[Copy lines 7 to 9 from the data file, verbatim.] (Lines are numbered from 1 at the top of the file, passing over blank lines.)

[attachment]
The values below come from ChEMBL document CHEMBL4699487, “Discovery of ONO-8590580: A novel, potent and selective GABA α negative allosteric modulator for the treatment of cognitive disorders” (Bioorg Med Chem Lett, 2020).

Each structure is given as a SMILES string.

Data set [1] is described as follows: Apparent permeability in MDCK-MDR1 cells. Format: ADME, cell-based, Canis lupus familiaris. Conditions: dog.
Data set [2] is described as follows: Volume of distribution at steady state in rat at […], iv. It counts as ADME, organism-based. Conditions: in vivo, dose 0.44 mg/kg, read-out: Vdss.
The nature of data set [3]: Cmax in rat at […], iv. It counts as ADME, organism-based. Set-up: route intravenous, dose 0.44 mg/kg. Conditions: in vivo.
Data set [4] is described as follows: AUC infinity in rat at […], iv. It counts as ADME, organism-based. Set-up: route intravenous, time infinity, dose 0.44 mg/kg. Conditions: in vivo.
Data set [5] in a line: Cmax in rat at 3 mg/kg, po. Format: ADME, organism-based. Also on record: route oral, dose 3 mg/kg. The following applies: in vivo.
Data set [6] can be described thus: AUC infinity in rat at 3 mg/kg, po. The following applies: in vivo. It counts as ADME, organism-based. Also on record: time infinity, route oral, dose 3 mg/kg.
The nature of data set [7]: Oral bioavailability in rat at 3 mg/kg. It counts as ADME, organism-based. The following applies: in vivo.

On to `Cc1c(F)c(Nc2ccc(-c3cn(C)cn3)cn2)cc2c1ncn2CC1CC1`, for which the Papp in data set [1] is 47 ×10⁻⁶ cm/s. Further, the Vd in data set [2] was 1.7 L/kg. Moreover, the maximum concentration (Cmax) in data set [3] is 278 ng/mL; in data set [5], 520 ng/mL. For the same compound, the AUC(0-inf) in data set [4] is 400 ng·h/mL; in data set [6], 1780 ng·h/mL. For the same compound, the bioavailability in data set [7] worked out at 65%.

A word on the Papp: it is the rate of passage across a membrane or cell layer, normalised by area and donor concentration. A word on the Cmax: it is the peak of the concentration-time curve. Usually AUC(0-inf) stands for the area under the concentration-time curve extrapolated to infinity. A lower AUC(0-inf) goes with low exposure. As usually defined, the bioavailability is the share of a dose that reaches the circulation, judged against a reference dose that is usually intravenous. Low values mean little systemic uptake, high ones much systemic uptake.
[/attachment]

Data set [5] in a line: Cmax in rat at 3 mg/kg, po. Format: ADME, organism-based. Also on record: route oral, dose 3 mg/kg. The following applies: in vivo.
Data set [6] can be described thus: AUC infinity in rat at 3 mg/kg, po. The following applies: in vivo. It counts as ADME, organism-based. Also on record: time infinity, route oral, dose 3 mg/kg.
The nature of data set [7]: Oral bioavailability in rat at 3 mg/kg. It counts as ADME, organism-based. The following applies: in vivo.